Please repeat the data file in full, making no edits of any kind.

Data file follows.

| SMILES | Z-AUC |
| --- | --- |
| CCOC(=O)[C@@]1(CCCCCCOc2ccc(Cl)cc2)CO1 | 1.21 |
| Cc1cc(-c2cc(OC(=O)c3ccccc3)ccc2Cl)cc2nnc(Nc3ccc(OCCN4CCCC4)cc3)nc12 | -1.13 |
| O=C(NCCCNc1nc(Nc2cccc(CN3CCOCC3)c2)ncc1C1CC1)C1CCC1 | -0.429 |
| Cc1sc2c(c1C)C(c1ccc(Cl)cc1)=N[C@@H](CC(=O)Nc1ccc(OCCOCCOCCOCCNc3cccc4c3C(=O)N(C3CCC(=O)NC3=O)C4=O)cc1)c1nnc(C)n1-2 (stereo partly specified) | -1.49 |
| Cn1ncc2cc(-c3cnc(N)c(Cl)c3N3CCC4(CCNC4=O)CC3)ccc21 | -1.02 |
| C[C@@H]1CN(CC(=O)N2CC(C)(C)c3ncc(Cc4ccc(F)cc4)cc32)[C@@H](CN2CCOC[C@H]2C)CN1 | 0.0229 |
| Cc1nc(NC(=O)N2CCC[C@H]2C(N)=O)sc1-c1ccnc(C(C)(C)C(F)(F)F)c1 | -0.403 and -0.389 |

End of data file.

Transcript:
| SMILES | Z-AUC |
| --- | --- |
| CCOC(=O)[C@@]1(CCCCCCOc2ccc(Cl)cc2)CO1 | 1.21 |
| Cc1cc(-c2cc(OC(=O)c3ccccc3)ccc2Cl)cc2nnc(Nc3ccc(OCCN4CCCC4)cc3)nc12 | -1.13 |
| O=C(NCCCNc1nc(Nc2cccc(CN3CCOCC3)c2)ncc1C1CC1)C1CCC1 | -0.429 |
| Cc1sc2c(c1C)C(c1ccc(Cl)cc1)=N[C@@H](CC(=O)Nc1ccc(OCCOCCOCCOCCNc3cccc4c3C(=O)N(C3CCC(=O)NC3=O)C4=O)cc1)c1nnc(C)n1-2 (stereo partly specified) | -1.49 |
| Cn1ncc2cc(-c3cnc(N)c(Cl)c3N3CCC4(CCNC4=O)CC3)ccc21 | -1.02 |
| C[C@@H]1CN(CC(=O)N2CC(C)(C)c3ncc(Cc4ccc(F)cc4)cc32)[C@@H](CN2CCOC[C@H]2C)CN1 | 0.0229 |
| Cc1nc(NC(=O)N2CCC[C@H]2C(N)=O)sc1-c1ccnc(C(C)(C)C(F)(F)F)c1 | -0.403 and -0.389 |